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Westlake Legal Group > Posts tagged "Trump, Donald J" (Page 45)

Ukraine, the ‘New Berlin Wall,’ Once Again Lies at the Center of Scandal

IVANO-FRANKIVSK, Ukraine — His voice crackling over what he complained was a “terrible” sound system, Donald J. Trump in September 2015 heaped praise on the oligarch who had invited him to speak by video link from New York to a conference in Kiev, the capital of Ukraine.

The Ukrainian oligarch, Victor Pinchuk, had secured 20 minutes of Mr. Trump’s time — and a heap of flattery from the future president, who described him as “a very, very special man” — with a donation of $150,000 to Mr. Trump’s now defunct foundation.

The same oligarch, a steel magnate long enmeshed with Ukraine’s business and political elite, had earlier donated more than $10 million to the Clinton Foundation and been invited to dine at the Washington home of Hillary and Bill Clinton.

The equal opportunity largess of powerful Ukrainians like Mr. Pinchuk helps explain why so many of the most dimly lit and hazardous roads of American politics keep leading back to Ukraine, a poor, dysfunctional country on Europe’s eastern fringe.

Caught between the clashing geopolitical ambitions of Russia and the West, Ukraine has for years had to balance competing outside interests and worked hard to cultivate all sides and also rival groups on the same side, no matter how incompatible their agendas, with offers of money, favors and prospects for career advancement.

Paul Manafort, Rudolph Giuliani, Joe Biden’s son Hunter and Hillary Clinton have all, at one time or another, found their way there, escorted by Ukrainian guides with deep pockets and a keen sense of how to appeal to their vanities, ambitions and greed.

ImageWestlake Legal Group merlin_161483037_1b708e6a-d9a7-491d-8b8f-70be18ce4e69-articleLarge Ukraine, the ‘New Berlin Wall,’ Once Again Lies at the Center of Scandal Zelensky, Volodymyr Trump, Donald J Trump-Ukraine Whistle-Blower Complaint and Impeachment Inquiry Miss Universe Organization Manafort, Paul J Lutsenko, Yuri V KIEV, Ukraine Giuliani, Rudolph W Clinton Foundation Biden, Joseph R Jr Biden, Hunter Berlin Wall

President Trump met with his Ukrainian counterpart, Volodomyr Zelensky, in New York on Wednesday.CreditDoug Mills/The New York Times

“The fact is Ukraine is an amazing place,” Mr. Trump told Mr. Pinchuk’s conference in 2015. “I’ve known so many people over so many years in the Ukraine.”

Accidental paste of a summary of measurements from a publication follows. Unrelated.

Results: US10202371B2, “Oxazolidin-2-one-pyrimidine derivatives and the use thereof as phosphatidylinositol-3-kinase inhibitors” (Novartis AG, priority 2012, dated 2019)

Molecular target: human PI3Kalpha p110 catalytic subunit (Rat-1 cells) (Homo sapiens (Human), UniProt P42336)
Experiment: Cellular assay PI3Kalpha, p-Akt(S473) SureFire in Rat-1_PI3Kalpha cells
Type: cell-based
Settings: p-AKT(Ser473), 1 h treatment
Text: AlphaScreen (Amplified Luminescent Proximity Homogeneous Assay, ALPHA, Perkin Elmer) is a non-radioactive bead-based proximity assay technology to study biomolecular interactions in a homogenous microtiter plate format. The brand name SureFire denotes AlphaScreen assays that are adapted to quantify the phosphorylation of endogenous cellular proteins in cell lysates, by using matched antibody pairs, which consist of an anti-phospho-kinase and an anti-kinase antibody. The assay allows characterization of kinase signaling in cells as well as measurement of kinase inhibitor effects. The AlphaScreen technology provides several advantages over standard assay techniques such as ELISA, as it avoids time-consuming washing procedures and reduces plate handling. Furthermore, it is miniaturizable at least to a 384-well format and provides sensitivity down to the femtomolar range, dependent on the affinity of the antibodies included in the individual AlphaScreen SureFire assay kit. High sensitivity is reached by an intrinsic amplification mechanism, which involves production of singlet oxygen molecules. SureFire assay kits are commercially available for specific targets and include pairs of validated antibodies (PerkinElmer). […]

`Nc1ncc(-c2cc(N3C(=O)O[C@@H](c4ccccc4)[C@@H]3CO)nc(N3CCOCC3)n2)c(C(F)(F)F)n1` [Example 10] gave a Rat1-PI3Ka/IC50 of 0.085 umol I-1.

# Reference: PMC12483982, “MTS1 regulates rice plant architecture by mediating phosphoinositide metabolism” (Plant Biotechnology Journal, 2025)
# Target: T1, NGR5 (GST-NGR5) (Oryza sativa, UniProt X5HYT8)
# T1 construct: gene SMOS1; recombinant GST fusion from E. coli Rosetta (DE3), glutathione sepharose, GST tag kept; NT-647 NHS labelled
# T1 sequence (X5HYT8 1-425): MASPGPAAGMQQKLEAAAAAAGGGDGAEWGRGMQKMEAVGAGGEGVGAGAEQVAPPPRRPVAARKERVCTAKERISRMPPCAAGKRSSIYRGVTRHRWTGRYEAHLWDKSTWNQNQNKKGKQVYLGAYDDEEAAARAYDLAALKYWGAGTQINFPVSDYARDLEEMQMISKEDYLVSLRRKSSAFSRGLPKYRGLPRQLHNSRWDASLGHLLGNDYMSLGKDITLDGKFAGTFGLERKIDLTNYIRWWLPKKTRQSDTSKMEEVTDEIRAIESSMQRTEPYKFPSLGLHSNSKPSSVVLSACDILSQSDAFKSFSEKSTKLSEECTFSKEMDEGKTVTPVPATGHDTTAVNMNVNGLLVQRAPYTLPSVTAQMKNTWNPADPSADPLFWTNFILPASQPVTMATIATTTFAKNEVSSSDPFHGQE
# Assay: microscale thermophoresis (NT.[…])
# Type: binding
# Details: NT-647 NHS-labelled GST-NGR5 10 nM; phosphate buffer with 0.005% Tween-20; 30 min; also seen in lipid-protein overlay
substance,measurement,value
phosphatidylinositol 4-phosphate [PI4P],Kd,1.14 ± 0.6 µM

He told Ukraine’s new president, Volodomyr Zelensky, much the same thing this week when they met in New York, though the only specific person from Ukraine he wanted to tell Mr. Zelensky about was a former Miss Universe contestant.

Ukraine, said Serhii Plokhy, a Harvard historian whose books include “The Gates of Europe: A History of Ukraine,” has for centuries been tugged in different directions by rival suitors, and became a “battlefield” between Russia and the West when it declared its independence from the Soviet Union in 1991.

“The front lines are always places that attract both heroes and villains who go there from world capitals to make a name, advance a career, make a fortune, etc. — and then carry back home legacies, memories and skeletons for their closets,” Mr. Plokhy said.

Ukraine’s allure for American carpetbaggers, political consultants and adventurers has put it at the center of not just one but now two presidential elections in the United States and a host of second-tier scandals.

Before becoming Mr. Trump’s campaign manager before the 2016 election, Mr. Manafort made millions of dollars in Ukraine, working as an adviser to the country’s leadership out of an office in Kiev. Mr. Giuliani has repeatedly looked to the same city and a new set of Ukrainian leaders for dirt on Mr. Trump’s political foes ahead of the 2020 poll.

Paul Manafort’s political consulting and advising operation was run out of a first-floor office in central Kiev.CreditJoseph Sywenkyj for The New York Times

Yevhen Hlibovytskyi, a lecturer in philosophy at the Ukrainian Catholic University, said Ukraine’s pivotal position in geopolitical struggles had made Kiev, a picturesque capital of cobblestoned streets on the Dnepr River, into the 21st century’s equivalent of Cold War dens of intrigue like Vienna and Berlin or Casablanca during World War II.

“Ukraine is the country that hosts the Berlin Wall at the moment,” he said. “Ukraine is the country where the clash between the free and unfree world takes place. It’s only natural that some players will be seeking protection in the West,” sometimes by crossing palms with silver.

Put upon over the centuries by more powerful neighbors claiming their land, notably Russia, Poland and the Austro-Hungarian Empire, Ukrainians have rarely had firm allies or even their own functioning state, a situation that has encouraged a highly transactional approach to foreign and also domestic affairs.

Unlike Russia, ruled since the time of Ivan the Terrible in the 16th century by a single, strong leader, usually a tyrant, Ukraine has always been a land of competing power centers. This has made it a fertile ground for democracy but also left it a highly fractured nation with an ever shifting constellation of feuding power-brokers who often look to foreigners for help in their internal struggles.

The whistle-blower’s complaint released on Thursday revealed how Mr. Giuliani, Mr. Trump’s personal lawyer, played into this dynamic, focusing his efforts to get Joe Biden and his son investigated on a group of senior law-enforcement officials in Ukraine who had been locked for months in a bitter turf war with rival factions within the same state structure.